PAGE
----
Globe and Mail
August 15, 2008
The scope and originality of Isaac Newton's Philosophae Naturalis Principia Mathematica (Mathematical Principles of Natural Philosophy) make it seem like a prophecy delivered from a mountaintop rather than a textbook in mathematical physics penned by a reclusive Cambridge professor.
To be sure, the Principia did not come out of the blue. Its central ideas came to Newton beginning in 1665, when an outbreak of the plague forced the university to shut down. The young scholar, still in his early 20s, returned to the family home in Lincolnshire.
Over the next 18 months, he laid out the laws of mechanics, developed a new branch of mathematics (which we now call calculus), began his investigations of light and colour and deduced the law of gravity.
And he kept it all to himself.
The notebooks and papers containing Newton's revolutionary ideas collected dust in his study for more than 20 years, until astronomer Edmond Halley urged him to publish. The massive text was finally printed in 1687, and met with universal acclaim — at least, from those who could decipher its message.
While Newton was surely a product of his time — he had devoured Galileo's dynamics and Descartes' mechanical philosophy — the Principia was a great leap forward from anything that had come before.
In its dense pages, Newton analyzes motion in a resistive medium, calculates the speed of sound, explains the irregularities in the moon's orbit and works out the physics behind the ocean's tides. He even uses the Earth's true shape (our planet is slightly "bulged" at the equator) to explain the "precession of the equinoxes" — the gradual wobble of the Earth's axis in a 26,000-year cycle.
And then there was the insight into gravitation. Allegedly inspired by a falling apple, Newton came to see that the same force could pull a falling body to the ground and hold the moon in its orbit — a force whose strength could be calculated with mathematical precision.
Newton used this "law of universal gravitation" to compute the orbits of all the planets, and even the motion of comets that sweep past the sun along highly elliptical (or even parabolic) paths.
There could no longer be any doubt that celestial and terrestrial physics were as one; the same rules applied in the heavens as on Earth.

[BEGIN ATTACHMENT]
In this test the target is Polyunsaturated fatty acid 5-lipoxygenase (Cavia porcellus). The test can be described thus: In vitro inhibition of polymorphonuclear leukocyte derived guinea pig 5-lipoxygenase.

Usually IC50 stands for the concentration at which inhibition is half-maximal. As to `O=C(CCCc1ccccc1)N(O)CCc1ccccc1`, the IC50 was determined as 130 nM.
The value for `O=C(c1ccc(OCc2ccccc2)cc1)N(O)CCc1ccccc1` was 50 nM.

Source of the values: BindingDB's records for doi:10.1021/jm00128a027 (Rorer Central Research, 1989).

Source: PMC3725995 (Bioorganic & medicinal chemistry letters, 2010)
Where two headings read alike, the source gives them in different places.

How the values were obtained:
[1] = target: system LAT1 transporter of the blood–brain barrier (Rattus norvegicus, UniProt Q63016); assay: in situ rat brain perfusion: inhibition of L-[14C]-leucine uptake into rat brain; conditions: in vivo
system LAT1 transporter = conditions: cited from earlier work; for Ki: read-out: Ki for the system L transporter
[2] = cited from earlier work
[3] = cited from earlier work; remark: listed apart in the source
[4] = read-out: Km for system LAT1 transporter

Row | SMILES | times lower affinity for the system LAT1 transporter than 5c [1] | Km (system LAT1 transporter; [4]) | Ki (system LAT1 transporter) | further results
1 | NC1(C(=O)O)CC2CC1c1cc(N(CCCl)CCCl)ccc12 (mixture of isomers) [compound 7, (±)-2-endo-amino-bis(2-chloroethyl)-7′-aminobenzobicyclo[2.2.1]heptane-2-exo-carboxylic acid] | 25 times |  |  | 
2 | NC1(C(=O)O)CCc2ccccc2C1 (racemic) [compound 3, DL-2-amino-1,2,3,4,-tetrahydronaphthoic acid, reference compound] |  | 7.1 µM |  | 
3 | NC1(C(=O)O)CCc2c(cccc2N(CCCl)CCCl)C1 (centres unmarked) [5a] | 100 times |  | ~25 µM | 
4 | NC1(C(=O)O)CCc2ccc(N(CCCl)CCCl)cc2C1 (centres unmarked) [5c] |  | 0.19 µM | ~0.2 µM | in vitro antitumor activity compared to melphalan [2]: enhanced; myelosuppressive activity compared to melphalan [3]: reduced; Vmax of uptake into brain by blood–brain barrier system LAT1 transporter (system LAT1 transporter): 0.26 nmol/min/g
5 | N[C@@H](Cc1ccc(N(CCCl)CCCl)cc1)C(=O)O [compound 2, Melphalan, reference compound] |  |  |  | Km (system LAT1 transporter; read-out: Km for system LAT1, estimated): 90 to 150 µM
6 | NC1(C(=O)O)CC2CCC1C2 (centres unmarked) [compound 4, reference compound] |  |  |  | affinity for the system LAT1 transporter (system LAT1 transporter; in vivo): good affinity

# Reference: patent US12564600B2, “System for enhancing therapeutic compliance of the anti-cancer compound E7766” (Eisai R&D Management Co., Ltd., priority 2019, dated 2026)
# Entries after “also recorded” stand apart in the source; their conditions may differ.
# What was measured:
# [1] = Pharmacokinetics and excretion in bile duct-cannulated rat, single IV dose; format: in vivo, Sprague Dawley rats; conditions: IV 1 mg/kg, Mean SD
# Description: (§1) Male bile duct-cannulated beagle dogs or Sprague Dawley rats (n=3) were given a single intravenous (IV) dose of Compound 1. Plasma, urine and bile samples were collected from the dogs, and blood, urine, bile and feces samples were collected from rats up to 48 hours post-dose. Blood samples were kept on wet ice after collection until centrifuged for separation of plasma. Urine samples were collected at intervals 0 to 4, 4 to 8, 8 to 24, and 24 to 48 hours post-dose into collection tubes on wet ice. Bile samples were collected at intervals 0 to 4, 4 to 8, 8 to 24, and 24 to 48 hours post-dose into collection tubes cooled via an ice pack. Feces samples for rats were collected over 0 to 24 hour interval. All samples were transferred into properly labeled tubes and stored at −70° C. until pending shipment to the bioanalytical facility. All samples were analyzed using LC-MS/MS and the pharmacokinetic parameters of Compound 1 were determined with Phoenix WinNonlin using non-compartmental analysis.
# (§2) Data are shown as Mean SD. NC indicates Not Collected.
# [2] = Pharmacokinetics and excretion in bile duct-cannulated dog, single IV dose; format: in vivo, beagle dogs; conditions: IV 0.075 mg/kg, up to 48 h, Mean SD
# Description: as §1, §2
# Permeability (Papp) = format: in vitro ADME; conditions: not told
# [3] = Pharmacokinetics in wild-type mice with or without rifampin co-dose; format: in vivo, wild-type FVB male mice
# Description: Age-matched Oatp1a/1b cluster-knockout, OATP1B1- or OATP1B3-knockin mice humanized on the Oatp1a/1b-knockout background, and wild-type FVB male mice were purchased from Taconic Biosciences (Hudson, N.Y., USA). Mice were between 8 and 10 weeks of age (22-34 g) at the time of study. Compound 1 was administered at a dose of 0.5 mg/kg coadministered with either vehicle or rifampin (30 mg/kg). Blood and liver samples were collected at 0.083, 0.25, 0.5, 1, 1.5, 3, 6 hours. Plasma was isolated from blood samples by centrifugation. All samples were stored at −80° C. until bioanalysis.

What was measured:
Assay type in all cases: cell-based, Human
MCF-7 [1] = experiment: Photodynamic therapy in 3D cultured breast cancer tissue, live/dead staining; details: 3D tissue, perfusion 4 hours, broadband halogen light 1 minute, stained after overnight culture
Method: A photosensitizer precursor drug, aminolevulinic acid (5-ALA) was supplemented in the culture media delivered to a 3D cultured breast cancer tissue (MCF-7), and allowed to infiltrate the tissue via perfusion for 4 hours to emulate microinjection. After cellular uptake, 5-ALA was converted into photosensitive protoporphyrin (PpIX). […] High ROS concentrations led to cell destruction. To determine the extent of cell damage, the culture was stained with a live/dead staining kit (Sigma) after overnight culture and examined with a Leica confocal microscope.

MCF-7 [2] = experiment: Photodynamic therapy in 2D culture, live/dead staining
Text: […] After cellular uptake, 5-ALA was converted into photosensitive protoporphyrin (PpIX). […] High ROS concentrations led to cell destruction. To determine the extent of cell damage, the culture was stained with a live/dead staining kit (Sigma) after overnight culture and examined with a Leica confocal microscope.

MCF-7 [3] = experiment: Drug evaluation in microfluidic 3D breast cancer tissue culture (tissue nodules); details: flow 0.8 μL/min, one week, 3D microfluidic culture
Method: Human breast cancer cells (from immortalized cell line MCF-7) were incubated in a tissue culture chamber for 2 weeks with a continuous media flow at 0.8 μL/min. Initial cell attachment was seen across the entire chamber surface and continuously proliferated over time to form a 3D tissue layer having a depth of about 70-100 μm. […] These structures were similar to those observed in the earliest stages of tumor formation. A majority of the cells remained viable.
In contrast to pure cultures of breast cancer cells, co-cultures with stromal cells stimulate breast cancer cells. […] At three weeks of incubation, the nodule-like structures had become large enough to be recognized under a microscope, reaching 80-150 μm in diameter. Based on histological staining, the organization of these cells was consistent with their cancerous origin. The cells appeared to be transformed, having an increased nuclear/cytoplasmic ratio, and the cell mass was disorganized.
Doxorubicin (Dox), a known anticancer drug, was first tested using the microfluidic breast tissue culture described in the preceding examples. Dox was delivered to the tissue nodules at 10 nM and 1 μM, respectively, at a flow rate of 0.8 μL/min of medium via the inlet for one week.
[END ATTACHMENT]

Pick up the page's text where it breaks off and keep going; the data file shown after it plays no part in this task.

Again and again, Newton took seemingly unrelated phenomena and found the unifying principles that underlie them — always with the calculations to back him up. Galileo's claim that nature was "written in the language of mathematics" was now firmly established.
There were, of course, unresolved problems: To some philosophers, the idea of a force acting over a distance seemed like more like magic than science.
Indeed, Einstein would later describe gravity as a warping of space itself rather than a force. It would also fall to Einstein to correct the Principia's assumption of "absolute" space and time, which had served as a foundation for Newton's mechanics but are now seen to have their limitations.
And now, the confession: I have not actually read the entire Principia (though I've read many portions of it in modern translation, and own a lovely 1960 edition).
In fact, hardly anyone in more than 100 years has actually read it. Even physicists have great difficulty with the book: In his calculus, Newton used complex geometrical representations which have since given way to more elegant notational systems. (Newton would later say that he had made the text purposely difficult so as to ward off "little Smatterers in Mathematicks" — likely a jab at rival Robert Hooke.)
So we honour the Principia not for its prose, but for the world view that it represents — what Nobel Prize-winning physicist Steven Weinberg has called "Newton's Dream" — the quest "to understand all of nature, in the way that he was able to understand the solar system, through principles of physics that could be expressed mathematically."
If you can't quite wrap your head around the Principia, you can take comfort in an anecdote — probably apocryphal — about a pupil in Newton's day who had similar troubles.
Watching the great man pass by in his carriage, the young student supposedly quipped, "There goes the man that writ a book that neither he nor anybody else understands."